Tenant protection bill is failing in California Legislature, againReturn to Blog
Assembly Bill 854 would’ve curbed an owner’s ability to evict tenants using the Ellis Act in rent-controlled jurisdictions. Tenant advocates, racial equity groups, YIMBYs, and even some of their usual opponents wanted to see the bill pass. The cities of San Francisco and Los Angeles — which rarely see eye to eye on housing issues — as well as every Democrat on the Assembly Housing and Community Development Committee, signed on.
So why did Assembly Bill 854 die without even a floor vote in the Democratic-supermajority Assembly? Proponents of the longtime progressive priority — which promised to preserve the stock of affordable apartments amid a historic shortage — point to an aggressive campaign mounted by the real estate industry.
But just as a diverse group of advocates united to support the bill, thousands of property owners — even those outside unincorporated Los Angeles County and 20 rent-stabilized cities directly affected — opposed it. United by a sense that the state is chipping away at their rights, just as COVID-19 has decimated their business.
The author of A.B. 854, Assemblymember Alex Lee, says the legislation would have passed out of the Assembly and over to the state Senate. But for the recent departures of four Democrats: Lorena Gonzalez from San Diego, Ed Chau from Monterey Park, David Chiu from San Francisco, and Jim Frazier from Fairfield.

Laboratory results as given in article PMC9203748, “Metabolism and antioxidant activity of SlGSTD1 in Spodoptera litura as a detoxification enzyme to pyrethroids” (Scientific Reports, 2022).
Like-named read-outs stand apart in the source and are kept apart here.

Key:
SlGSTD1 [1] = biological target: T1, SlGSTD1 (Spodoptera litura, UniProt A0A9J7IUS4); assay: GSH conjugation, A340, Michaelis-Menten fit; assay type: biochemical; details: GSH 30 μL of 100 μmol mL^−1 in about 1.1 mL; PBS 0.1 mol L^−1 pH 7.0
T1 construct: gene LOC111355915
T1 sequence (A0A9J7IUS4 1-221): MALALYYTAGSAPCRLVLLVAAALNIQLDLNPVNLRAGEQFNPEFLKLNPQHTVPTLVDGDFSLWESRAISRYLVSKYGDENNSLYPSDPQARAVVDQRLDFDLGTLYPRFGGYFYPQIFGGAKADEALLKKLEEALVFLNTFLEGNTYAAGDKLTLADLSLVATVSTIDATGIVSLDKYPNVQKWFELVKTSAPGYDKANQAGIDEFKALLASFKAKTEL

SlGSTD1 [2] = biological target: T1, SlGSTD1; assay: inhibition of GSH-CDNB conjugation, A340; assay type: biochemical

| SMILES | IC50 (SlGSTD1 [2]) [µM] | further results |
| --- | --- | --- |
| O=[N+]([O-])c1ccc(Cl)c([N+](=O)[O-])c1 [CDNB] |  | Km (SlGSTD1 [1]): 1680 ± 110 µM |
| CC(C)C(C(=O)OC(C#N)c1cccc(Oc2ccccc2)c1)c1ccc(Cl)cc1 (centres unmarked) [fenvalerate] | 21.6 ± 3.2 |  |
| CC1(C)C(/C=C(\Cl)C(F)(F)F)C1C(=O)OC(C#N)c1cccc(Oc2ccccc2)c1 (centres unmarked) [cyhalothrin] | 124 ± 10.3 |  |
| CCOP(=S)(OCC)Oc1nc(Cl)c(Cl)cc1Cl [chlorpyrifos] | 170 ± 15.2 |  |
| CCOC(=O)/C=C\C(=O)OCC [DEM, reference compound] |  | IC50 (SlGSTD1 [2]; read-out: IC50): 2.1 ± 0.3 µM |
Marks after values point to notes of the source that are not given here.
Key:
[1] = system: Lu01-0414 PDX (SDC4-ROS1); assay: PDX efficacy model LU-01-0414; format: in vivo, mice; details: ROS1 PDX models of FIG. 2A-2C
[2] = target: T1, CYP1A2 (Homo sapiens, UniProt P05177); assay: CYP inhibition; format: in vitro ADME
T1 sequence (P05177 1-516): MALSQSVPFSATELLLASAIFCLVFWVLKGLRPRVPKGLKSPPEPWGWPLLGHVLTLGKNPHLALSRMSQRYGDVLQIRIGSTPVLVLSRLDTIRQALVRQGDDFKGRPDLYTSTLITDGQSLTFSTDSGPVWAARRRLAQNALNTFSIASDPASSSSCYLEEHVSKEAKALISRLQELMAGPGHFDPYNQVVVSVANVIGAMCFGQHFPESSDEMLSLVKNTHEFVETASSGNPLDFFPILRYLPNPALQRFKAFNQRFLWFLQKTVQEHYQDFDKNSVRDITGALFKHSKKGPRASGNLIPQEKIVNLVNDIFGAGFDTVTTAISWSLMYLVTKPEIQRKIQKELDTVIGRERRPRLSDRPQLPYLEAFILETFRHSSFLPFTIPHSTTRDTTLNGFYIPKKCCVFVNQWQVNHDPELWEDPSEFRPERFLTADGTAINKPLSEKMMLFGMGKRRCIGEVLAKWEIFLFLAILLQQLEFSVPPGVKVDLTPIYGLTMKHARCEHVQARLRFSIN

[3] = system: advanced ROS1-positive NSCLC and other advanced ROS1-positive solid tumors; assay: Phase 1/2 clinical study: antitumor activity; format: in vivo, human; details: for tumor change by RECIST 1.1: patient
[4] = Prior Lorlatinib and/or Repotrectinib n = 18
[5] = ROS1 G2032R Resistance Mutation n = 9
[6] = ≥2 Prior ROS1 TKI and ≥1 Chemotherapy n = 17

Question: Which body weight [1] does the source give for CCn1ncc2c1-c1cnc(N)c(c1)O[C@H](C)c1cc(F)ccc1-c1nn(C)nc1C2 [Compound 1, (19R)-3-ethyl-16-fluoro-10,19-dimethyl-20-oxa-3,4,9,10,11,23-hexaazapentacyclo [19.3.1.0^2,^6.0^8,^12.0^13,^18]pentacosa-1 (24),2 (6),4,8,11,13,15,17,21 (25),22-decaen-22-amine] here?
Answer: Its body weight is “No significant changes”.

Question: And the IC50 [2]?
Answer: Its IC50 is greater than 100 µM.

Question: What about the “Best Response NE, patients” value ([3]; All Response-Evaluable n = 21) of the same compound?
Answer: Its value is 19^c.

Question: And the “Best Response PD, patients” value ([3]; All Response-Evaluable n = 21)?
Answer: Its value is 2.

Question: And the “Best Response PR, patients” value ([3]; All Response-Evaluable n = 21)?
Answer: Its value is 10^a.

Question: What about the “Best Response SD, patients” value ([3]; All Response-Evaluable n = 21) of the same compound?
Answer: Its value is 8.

Lee is still weighing whether to reintroduce “substantially the same bill” next year or this legislative cycle — an option left on the table by avoiding a losing floor vote. Similar bills have gotten introduced, unsuccessfully, at least three times before.
Protect small landlords — or big business?
A.B. 854 aimed at the Ellis Act, a state law issued in 1985 that allows owners of rent-controlled properties to evict their tenants if they remove all units in a building from the rental market. A path that may be blocked by local governments - guarding the stock of affordable units. Once off the market, those apartments can be sold as condos or demolished to make way for new homes.
More than 27,000 rent-controlled units have been removed in Los Angeles since 2001 using the Ellis Act, while San Francisco has lost about 5,000 units since then. And they’re sorely needed: the California Housing Partnership estimates 1.2 million low-income renter households don’t have access to affordable homes, and building a new government-subsidized unit costs an average of $500,000.
Lee’s bill mandated a five-year holding period before evicting tenants — an attempt to allow struggling property owners to go out of business, as had been the law’s original intent while preventing speculators from buying up cheap properties and flipping them overnight. The bill also restricted using such evictions to one building per owner per decade.
That would significantly curb Ellis Act evictions, as three-quarters of evictions in Los Angeles between 2016 and 2019 occurred within five years of purchase, according to a recent analysis by Alexander Ferrer, policy and research analyst at SAJE in Los Angeles.